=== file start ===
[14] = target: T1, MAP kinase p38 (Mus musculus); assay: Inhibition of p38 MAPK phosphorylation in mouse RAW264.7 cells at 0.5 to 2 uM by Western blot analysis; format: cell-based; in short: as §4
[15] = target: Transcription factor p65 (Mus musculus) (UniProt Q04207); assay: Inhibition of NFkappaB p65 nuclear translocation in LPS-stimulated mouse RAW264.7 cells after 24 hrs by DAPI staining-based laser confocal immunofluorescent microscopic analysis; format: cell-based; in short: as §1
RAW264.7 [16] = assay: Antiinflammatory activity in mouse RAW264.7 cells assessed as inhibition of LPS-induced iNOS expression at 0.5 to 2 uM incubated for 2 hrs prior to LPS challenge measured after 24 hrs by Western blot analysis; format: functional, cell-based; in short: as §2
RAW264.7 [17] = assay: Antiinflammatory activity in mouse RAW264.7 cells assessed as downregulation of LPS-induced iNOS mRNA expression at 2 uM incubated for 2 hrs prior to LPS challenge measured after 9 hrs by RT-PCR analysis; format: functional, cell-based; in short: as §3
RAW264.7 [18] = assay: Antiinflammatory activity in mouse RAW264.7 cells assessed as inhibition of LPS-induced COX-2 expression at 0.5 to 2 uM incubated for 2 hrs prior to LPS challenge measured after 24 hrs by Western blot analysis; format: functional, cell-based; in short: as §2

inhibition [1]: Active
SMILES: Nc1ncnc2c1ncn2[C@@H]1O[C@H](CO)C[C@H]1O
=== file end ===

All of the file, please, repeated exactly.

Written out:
[14] = target: T1, MAP kinase p38 (Mus musculus); assay: Inhibition of p38 MAPK phosphorylation in mouse RAW264.7 cells at 0.5 to 2 uM by Western blot analysis; format: cell-based; in short: as §4
[15] = target: Transcription factor p65 (Mus musculus) (UniProt Q04207); assay: Inhibition of NFkappaB p65 nuclear translocation in LPS-stimulated mouse RAW264.7 cells after 24 hrs by DAPI staining-based laser confocal immunofluorescent microscopic analysis; format: cell-based; in short: as §1
RAW264.7 [16] = assay: Antiinflammatory activity in mouse RAW264.7 cells assessed as inhibition of LPS-induced iNOS expression at 0.5 to 2 uM incubated for 2 hrs prior to LPS challenge measured after 24 hrs by Western blot analysis; format: functional, cell-based; in short: as §2
RAW264.7 [17] = assay: Antiinflammatory activity in mouse RAW264.7 cells assessed as downregulation of LPS-induced iNOS mRNA expression at 2 uM incubated for 2 hrs prior to LPS challenge measured after 9 hrs by RT-PCR analysis; format: functional, cell-based; in short: as §3
RAW264.7 [18] = assay: Antiinflammatory activity in mouse RAW264.7 cells assessed as inhibition of LPS-induced COX-2 expression at 0.5 to 2 uM incubated for 2 hrs prior to LPS challenge measured after 24 hrs by Western blot analysis; format: functional, cell-based; in short: as §2

inhibition [1]: Active
SMILES: Nc1ncnc2c1ncn2[C@@H]1O[C@H](CO)C[C@H]1O